In Fragile, Paula Perez Alonso steers two unusual and fundamentally diffe-rent personalities up against each other, prompting dramatic consequences. The book is a startling revelation of the fractures and identity problems of today’s Argentinean society.

Quotes

Fragile

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Don’t Know if I Should Get Married or Buy Myself a Dog

Don’t Know if I Should Get Married or Buy Myself a Dog (“No sé si casarme o comprarme un perro”) is a hypnotic and demanding novel which from the outset was read fervently by a vast audience in both Latin America and Spain: readers, captivated by its raw expressiveness, were transformed into hard-core fans. Back from a long journey, Juana is alone and knows it is not good for man and woman to be alone. She tries in vain to reconnect with people she used to know, but the gallery of characters she meets leads her to put out a classified ad: Wanted: a man who can compete with an ideal dog for the love of a woman. We are about to enter the tormented world of a young woman and her intense affections, trying to survive desperately by clinging to a humorous inquiry. But real life rarely respects humor.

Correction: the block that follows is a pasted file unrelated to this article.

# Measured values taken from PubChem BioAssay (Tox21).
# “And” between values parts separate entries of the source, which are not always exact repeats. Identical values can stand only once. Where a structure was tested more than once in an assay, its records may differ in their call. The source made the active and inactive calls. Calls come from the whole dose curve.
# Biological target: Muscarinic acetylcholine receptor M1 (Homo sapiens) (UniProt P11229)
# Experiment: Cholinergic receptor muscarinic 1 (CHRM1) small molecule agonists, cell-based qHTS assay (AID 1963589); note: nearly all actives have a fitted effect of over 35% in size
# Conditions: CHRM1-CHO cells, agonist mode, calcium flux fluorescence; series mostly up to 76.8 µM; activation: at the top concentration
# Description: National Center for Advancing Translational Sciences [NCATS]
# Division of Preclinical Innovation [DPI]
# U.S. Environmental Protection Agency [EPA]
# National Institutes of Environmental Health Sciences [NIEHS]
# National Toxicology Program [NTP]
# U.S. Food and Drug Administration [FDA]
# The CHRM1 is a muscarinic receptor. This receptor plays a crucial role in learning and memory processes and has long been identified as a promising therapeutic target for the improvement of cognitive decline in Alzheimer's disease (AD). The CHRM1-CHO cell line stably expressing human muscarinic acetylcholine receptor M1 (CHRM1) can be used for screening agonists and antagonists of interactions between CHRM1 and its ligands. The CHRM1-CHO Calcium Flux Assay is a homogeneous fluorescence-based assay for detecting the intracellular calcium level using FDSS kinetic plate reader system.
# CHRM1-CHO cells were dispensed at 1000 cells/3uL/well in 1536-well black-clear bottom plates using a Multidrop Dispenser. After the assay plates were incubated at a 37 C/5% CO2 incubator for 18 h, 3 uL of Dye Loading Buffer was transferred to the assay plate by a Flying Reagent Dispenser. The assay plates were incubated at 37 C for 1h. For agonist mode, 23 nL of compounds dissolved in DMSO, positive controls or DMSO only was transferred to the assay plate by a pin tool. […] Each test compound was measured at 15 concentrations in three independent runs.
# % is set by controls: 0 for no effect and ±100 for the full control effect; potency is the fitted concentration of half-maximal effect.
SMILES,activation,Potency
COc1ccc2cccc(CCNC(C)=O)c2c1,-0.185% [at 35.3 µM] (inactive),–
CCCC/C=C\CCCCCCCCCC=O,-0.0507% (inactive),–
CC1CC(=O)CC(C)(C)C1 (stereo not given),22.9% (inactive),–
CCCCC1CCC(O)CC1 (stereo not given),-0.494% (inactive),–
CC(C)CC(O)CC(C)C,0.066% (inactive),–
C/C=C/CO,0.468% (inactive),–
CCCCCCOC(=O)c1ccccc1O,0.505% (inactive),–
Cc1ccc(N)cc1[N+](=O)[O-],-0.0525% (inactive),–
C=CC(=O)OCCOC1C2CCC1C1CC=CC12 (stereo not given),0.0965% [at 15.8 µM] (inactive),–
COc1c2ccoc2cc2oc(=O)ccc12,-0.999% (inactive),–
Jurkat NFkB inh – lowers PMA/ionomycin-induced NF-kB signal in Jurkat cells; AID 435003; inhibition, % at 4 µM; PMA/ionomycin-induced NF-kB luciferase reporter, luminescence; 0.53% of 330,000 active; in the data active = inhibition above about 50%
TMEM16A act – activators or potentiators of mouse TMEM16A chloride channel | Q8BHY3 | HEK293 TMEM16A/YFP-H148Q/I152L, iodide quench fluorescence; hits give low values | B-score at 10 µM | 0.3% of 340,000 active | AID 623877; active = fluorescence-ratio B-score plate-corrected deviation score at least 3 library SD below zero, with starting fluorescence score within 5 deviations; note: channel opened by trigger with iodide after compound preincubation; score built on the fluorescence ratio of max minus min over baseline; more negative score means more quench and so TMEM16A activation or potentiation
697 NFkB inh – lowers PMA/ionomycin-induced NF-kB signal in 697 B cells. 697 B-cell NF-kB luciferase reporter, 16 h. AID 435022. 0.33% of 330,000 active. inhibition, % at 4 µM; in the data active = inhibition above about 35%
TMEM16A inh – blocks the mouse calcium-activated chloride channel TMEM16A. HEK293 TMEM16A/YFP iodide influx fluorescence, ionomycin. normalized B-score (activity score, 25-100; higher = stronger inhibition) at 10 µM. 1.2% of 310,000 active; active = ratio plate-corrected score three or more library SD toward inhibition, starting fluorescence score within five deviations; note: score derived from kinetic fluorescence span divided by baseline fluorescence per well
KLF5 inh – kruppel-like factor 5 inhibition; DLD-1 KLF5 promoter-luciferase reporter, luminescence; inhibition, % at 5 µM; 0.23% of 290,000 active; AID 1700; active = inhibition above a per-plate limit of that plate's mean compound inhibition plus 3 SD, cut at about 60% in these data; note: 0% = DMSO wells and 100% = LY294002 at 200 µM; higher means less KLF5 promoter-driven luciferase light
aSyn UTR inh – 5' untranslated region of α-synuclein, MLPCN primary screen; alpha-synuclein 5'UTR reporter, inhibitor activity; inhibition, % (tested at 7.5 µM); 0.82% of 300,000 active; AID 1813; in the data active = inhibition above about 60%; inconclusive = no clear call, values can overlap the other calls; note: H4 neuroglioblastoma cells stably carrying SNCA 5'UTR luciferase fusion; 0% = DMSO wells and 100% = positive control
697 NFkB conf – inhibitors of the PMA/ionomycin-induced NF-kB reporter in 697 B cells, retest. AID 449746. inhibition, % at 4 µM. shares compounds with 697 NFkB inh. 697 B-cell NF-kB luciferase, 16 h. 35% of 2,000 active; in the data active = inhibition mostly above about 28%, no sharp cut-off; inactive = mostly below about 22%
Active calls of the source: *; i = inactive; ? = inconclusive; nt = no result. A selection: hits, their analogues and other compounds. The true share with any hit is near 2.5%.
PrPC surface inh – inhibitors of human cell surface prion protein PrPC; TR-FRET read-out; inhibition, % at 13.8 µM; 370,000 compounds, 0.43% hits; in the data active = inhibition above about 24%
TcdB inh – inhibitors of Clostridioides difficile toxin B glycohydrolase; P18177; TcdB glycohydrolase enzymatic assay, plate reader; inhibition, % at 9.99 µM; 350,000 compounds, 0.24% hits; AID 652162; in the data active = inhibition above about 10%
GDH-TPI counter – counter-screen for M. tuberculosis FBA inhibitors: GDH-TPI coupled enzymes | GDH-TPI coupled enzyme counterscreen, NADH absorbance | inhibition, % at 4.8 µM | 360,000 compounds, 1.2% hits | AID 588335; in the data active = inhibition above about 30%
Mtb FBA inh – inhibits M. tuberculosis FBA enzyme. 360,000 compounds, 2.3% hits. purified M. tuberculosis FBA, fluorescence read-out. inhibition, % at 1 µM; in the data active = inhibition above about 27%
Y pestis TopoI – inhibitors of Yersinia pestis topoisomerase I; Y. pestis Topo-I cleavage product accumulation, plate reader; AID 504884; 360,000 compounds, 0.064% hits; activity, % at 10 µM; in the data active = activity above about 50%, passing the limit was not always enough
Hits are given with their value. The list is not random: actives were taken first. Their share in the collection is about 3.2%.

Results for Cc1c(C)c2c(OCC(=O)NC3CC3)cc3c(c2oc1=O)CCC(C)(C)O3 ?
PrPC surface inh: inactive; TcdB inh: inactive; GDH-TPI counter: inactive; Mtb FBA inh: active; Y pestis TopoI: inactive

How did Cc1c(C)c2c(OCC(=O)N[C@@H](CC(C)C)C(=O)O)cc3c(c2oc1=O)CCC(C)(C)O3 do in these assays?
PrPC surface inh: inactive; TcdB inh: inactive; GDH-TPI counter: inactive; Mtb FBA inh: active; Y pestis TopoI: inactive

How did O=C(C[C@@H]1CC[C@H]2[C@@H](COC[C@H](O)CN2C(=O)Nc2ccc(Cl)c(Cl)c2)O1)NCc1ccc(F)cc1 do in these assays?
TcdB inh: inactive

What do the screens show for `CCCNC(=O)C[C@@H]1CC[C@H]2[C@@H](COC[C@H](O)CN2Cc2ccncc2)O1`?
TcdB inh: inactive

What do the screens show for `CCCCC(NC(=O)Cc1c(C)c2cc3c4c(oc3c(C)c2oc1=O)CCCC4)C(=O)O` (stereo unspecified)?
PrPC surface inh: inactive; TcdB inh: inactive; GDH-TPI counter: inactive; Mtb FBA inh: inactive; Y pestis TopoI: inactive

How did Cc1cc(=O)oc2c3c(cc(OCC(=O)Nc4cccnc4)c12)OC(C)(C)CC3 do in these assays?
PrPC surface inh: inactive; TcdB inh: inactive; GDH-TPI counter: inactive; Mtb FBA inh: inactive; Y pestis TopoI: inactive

Quotes

Don’t Know if I Should Get Married or Buy Myself a Dog

RIGHTS

ORIGINAL EDITIONS AND RIGHTS SOLD

NOVELS

Kaidú
Buenos Aires: Tusquets 2021, 120 p.

The Great Plan (“El Gran Plan”)
Buenos Aires: Tusquets 2016, 222 p.

Fragile (“Frágil”)
Buenos Aires: Seix Barral 2008, 230 p.

The Water in the Water (“El agua en el agua”)
Buenos Aires: Seix Barral 2001, 255 p.

Don’t Know if I Should Get Married or Buy Myself a Dog (“No sé si casarme o comprarme un perro”)
Buenos Aires: Tusquets 1995, 2016, 280 p.
60.000 copies sold in Latin America and Spain!

STORIES
Made in the Workshop (“Hecho en taller”)
Buenos Aires: Argos 1983

PARTICIPATION IN ANTHOLOGIES
Terror (The Unspeakable)  (“Terror – Lo inconfesable”)
Argentina : Planeta 2012

The World of Book Publishing (“El mundo de la edición de libros”)
Argentina : Paidós 2002